We find that a valid and effective waiver of jury trial did not take place during the proceedings of March 23, 1981, therefore the trial judge was without the power to sit as the trier of fact as to Collins' guilt or innocence during such proceedings. Under these circumstances, the testimony of Malone was not the type of evidence which, receipt of, signals the attachment of jeopardy. We find that Collins did not enter a plea to the indictment on March 23, 1981. We conclude that jeopardy did not attach at any point during the proceedings of March 23, 1981.
In the second part of Collins' argument in support of his first three grounds of error he contends that the actions and comments of the trial court at the proceedings on March 23, 1981 resulted in his acquittal. This contention hinges on the following exchange between the court and the State's prosecutor, Mr. Worley, concerning the testimony of Malone, at the conclusion of the proceedings on March 23, 1981:
THE COURT: Well, I can't understand why you'd want to prosecute somebody if she's telling this Court now that —
MR. WORLEY: Your Honor, because I don't believe her.
THE COURT: — it didn't happen. Well, it's your duty to see that justice is done and justice in a case where she tells two different stories is to let him go because there would be a reasonable doubt.
MR. WORLEY: No, sir, not — I disagree, Your Honor —
THE COURT: Your motion is granted on entrapment.
Don't bring me any more cases like that.
MR. WORLEY: Your Honor, we still have a case. [End of Proceedings.]
Collins argues that the court in effect ruled that the evidence was insufficient and granted the defense a judgment of acquittal as well as granting the entrapment defense. Collins contends that the actions and comments of the Court made it clear that the State had failed to meet its burden of proof beyond a reasonable doubt and thus constitutes an acquittal and dismissal of the instant offense whose retrial is barred by both the doctrines of collateral estoppel and double jeopardy under both the Texas and United States Constitutions.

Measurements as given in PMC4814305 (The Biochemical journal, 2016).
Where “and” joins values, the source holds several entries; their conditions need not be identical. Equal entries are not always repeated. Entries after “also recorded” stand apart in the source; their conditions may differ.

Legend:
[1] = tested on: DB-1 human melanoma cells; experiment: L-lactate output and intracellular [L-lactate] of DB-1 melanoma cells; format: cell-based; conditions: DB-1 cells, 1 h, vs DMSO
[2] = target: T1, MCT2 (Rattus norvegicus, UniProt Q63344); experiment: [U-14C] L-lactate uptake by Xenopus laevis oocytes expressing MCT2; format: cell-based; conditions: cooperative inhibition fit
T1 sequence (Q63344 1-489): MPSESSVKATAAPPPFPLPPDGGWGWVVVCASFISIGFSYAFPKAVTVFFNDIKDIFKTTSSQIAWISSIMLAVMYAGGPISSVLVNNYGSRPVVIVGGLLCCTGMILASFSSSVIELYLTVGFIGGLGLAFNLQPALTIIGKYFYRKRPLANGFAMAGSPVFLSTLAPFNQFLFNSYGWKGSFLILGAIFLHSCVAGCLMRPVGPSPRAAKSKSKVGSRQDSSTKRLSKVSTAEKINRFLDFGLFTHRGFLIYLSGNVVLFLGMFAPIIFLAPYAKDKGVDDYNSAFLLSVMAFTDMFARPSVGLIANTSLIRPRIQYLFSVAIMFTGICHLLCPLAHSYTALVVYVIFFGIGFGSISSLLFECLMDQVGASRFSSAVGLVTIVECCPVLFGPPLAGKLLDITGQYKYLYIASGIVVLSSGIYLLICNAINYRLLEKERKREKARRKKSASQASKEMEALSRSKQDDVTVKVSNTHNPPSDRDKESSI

The State argues that the court's actions of March 23, 1981, were neither an acquittal nor a dismissal. This court has previously ruled on the finality of the actions by the court on March 23, 1981, wherein this court stated, "[e]very court has the right to rescind its rulings, prior to judgment, should the court decide that additional evidence changes the basis of the court's earlier ruling." Collins, supra at 84. Although this court did not use explicit double jeopardy language in its opinion, it did reject the argument that a trial court may not rescind its entrapment rulings. Therefore, under the doctrine of the law of the case, the State argues appellant cannot relitigate the issue of the propriety of the trial court's rescission of its prior ruling and thus no double jeopardy problem exists. We agree.
The question of the trial court's power to rescind its ruling on entrapment was properly before this court in Collins, as was the question of whether the trial court's actions resulted in a dismissal. Justice Spurlock, Sr., stated that "[t]he initial granting of Collins' motion of March 23, 1981, did not constitute a dismissal of the cause, since the motion did not request such relief; and the trial court did not grant such an order on its own motion." Collins, supra at 84. This court declined Collins' request to reverse and dismiss the case and instead determined the proper remedy was to reverse and remand for a new trial.
We find that "[t]his Court may take judicial notice of its records 'in the same, or related proceedings involving the same, or nearly the same parties.' " Ex parte Flores, 537 S.W.2d 458, 460, n. 3 (Tex.Cr.App. 1976); Ex parte Clark, 545 S.W.2d 175, 176 n. 2 (Tex.Cr.App. 1977).
The opinion clearly stated that under the circumstances surrounding the case, "[w]e conclude that it was fundamentally unfair for the trial court to have withdrawn its ruling on entrapment, . . ." Collins, supra at 85. This conclusion was based on a finding that Collins was denied due process as required by both our state and federal constitutions. However, this conclusion was not based on a finding that the trial court was without power to rescind its initial ruling on the entrapment issue.
We emphasize that Justice Spurlock, Sr.'s, finding of fundamental unfairness applied only to the specific actions of the trial court and circumstances surrounding this case. Collins, supra at 84, 85.